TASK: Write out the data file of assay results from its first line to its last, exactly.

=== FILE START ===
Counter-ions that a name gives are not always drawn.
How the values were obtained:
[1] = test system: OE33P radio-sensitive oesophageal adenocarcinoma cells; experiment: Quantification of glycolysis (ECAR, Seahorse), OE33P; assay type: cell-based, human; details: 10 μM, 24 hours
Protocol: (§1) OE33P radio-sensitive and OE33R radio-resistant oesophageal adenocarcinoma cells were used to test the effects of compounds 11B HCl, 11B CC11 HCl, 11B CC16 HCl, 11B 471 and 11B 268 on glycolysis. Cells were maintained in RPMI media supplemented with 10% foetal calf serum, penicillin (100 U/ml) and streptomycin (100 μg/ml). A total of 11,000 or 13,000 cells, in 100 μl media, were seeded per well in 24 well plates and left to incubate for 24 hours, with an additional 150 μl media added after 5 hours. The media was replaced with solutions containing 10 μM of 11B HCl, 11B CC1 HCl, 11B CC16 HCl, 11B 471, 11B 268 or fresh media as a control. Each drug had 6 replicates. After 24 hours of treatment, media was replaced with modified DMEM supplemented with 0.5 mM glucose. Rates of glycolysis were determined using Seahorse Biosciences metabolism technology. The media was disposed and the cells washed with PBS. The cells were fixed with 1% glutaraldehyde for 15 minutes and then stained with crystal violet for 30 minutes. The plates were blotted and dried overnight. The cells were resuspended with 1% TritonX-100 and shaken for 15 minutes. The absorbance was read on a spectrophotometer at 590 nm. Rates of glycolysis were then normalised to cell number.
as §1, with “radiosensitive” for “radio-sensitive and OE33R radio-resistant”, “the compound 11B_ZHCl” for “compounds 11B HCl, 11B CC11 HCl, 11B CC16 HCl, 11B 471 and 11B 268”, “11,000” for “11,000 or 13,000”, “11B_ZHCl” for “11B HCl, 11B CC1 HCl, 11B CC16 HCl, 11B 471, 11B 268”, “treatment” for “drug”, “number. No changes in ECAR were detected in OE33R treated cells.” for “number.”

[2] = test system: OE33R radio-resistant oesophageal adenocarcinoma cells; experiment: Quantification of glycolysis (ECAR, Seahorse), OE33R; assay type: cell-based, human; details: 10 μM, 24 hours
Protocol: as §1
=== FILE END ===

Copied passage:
Counter-ions that a name gives are not always drawn.
How the values were obtained:
[1] = test system: OE33P radio-sensitive oesophageal adenocarcinoma cells; experiment: Quantification of glycolysis (ECAR, Seahorse), OE33P; assay type: cell-based, human; details: 10 μM, 24 hours
Protocol: (§1) OE33P radio-sensitive and OE33R radio-resistant oesophageal adenocarcinoma cells were used to test the effects of compounds 11B HCl, 11B CC11 HCl, 11B CC16 HCl, 11B 471 and 11B 268 on glycolysis. Cells were maintained in RPMI media supplemented with 10% foetal calf serum, penicillin (100 U/ml) and streptomycin (100 μg/ml). A total of 11,000 or 13,000 cells, in 100 μl media, were seeded per well in 24 well plates and left to incubate for 24 hours, with an additional 150 μl media added after 5 hours. The media was replaced with solutions containing 10 μM of 11B HCl, 11B CC1 HCl, 11B CC16 HCl, 11B 471, 11B 268 or fresh media as a control. Each drug had 6 replicates. After 24 hours of treatment, media was replaced with modified DMEM supplemented with 0.5 mM glucose. Rates of glycolysis were determined using Seahorse Biosciences metabolism technology. The media was disposed and the cells washed with PBS. The cells were fixed with 1% glutaraldehyde for 15 minutes and then stained with crystal violet for 30 minutes. The plates were blotted and dried overnight. The cells were resuspended with 1% TritonX-100 and shaken for 15 minutes. The absorbance was read on a spectrophotometer at 590 nm. Rates of glycolysis were then normalised to cell number.
as §1, with “radiosensitive” for “radio-sensitive and OE33R radio-resistant”, “the compound 11B_ZHCl” for “compounds 11B HCl, 11B CC11 HCl, 11B CC16 HCl, 11B 471 and 11B 268”, “11,000” for “11,000 or 13,000”, “11B_ZHCl” for “11B HCl, 11B CC1 HCl, 11B CC16 HCl, 11B 471, 11B 268”, “treatment” for “drug”, “number. No changes in ECAR were detected in OE33R treated cells.” for “number.”

[2] = test system: OE33R radio-resistant oesophageal adenocarcinoma cells; experiment: Quantification of glycolysis (ECAR, Seahorse), OE33R; assay type: cell-based, human; details: 10 μM, 24 hours
Protocol: as §1